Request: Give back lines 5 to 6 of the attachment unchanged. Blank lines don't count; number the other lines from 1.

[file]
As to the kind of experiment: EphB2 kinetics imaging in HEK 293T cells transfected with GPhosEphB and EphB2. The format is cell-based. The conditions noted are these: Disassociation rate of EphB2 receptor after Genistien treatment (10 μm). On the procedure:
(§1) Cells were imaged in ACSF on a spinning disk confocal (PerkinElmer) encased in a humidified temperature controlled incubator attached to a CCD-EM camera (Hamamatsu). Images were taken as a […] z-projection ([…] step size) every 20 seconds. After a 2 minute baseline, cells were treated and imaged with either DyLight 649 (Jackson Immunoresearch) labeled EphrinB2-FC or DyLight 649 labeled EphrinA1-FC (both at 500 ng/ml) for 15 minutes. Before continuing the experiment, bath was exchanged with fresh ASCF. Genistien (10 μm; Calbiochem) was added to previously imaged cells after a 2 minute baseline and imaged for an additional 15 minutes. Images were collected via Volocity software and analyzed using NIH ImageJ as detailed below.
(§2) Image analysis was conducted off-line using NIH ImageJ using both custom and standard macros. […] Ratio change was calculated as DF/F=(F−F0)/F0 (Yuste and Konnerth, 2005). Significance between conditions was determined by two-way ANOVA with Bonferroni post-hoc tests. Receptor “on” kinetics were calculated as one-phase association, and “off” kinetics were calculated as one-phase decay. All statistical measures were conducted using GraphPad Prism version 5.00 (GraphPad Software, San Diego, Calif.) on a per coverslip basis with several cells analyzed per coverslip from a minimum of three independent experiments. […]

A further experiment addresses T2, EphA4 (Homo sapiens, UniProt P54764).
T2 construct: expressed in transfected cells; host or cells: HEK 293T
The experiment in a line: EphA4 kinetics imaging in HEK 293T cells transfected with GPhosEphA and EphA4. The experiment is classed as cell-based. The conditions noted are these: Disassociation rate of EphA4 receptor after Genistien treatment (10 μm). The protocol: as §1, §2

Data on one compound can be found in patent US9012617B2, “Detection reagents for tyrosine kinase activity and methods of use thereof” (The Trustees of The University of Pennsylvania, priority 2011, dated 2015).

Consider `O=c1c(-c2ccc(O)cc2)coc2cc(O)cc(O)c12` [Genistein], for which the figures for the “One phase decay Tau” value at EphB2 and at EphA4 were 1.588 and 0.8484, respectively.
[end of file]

T2 construct: expressed in transfected cells; host or cells: HEK 293T
The experiment in a line: EphA4 kinetics imaging in HEK 293T cells transfected with GPhosEphA and EphA4. The experiment is classed as cell-based. The conditions noted are these: Disassociation rate of EphA4 receptor after Genistien treatment (10 μm). The protocol: as §1, §2